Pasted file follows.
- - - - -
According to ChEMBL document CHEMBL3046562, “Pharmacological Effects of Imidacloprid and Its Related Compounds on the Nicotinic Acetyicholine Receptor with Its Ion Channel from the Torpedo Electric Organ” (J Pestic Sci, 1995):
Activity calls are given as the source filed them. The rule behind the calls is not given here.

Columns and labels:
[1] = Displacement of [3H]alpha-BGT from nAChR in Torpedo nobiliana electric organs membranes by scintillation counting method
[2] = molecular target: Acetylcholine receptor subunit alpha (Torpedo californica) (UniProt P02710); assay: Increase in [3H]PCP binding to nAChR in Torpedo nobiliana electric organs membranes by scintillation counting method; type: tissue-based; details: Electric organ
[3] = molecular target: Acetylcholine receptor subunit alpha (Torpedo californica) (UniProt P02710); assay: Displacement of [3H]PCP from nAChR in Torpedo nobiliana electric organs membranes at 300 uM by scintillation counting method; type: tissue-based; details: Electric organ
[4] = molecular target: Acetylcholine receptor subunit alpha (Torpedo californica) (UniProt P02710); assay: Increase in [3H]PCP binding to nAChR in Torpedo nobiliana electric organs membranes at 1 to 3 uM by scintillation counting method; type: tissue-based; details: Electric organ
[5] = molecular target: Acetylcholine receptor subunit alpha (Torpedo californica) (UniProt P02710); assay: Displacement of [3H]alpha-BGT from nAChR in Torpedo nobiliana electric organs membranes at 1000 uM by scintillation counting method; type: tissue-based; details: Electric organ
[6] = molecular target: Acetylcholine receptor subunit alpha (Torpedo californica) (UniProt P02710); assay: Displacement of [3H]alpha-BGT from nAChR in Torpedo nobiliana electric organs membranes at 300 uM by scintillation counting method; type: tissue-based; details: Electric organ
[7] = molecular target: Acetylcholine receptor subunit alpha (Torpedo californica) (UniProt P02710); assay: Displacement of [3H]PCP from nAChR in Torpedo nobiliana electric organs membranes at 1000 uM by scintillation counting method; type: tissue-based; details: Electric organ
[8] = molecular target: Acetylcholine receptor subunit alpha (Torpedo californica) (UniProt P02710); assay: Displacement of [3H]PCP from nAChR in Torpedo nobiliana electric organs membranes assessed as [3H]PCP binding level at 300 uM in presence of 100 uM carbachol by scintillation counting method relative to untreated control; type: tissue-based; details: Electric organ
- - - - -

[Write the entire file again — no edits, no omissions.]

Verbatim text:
According to ChEMBL document CHEMBL3046562, “Pharmacological Effects of Imidacloprid and Its Related Compounds on the Nicotinic Acetyicholine Receptor with Its Ion Channel from the Torpedo Electric Organ” (J Pestic Sci, 1995):
Activity calls are given as the source filed them. The rule behind the calls is not given here.

Columns and labels:
[1] = Displacement of [3H]alpha-BGT from nAChR in Torpedo nobiliana electric organs membranes by scintillation counting method
[2] = molecular target: Acetylcholine receptor subunit alpha (Torpedo californica) (UniProt P02710); assay: Increase in [3H]PCP binding to nAChR in Torpedo nobiliana electric organs membranes by scintillation counting method; type: tissue-based; details: Electric organ
[3] = molecular target: Acetylcholine receptor subunit alpha (Torpedo californica) (UniProt P02710); assay: Displacement of [3H]PCP from nAChR in Torpedo nobiliana electric organs membranes at 300 uM by scintillation counting method; type: tissue-based; details: Electric organ
[4] = molecular target: Acetylcholine receptor subunit alpha (Torpedo californica) (UniProt P02710); assay: Increase in [3H]PCP binding to nAChR in Torpedo nobiliana electric organs membranes at 1 to 3 uM by scintillation counting method; type: tissue-based; details: Electric organ
[5] = molecular target: Acetylcholine receptor subunit alpha (Torpedo californica) (UniProt P02710); assay: Displacement of [3H]alpha-BGT from nAChR in Torpedo nobiliana electric organs membranes at 1000 uM by scintillation counting method; type: tissue-based; details: Electric organ
[6] = molecular target: Acetylcholine receptor subunit alpha (Torpedo californica) (UniProt P02710); assay: Displacement of [3H]alpha-BGT from nAChR in Torpedo nobiliana electric organs membranes at 300 uM by scintillation counting method; type: tissue-based; details: Electric organ
[7] = molecular target: Acetylcholine receptor subunit alpha (Torpedo californica) (UniProt P02710); assay: Displacement of [3H]PCP from nAChR in Torpedo nobiliana electric organs membranes at 1000 uM by scintillation counting method; type: tissue-based; details: Electric organ
[8] = molecular target: Acetylcholine receptor subunit alpha (Torpedo californica) (UniProt P02710); assay: Displacement of [3H]PCP from nAChR in Torpedo nobiliana electric organs membranes assessed as [3H]PCP binding level at 300 uM in presence of 100 uM carbachol by scintillation counting method relative to untreated control; type: tissue-based; details: Electric organ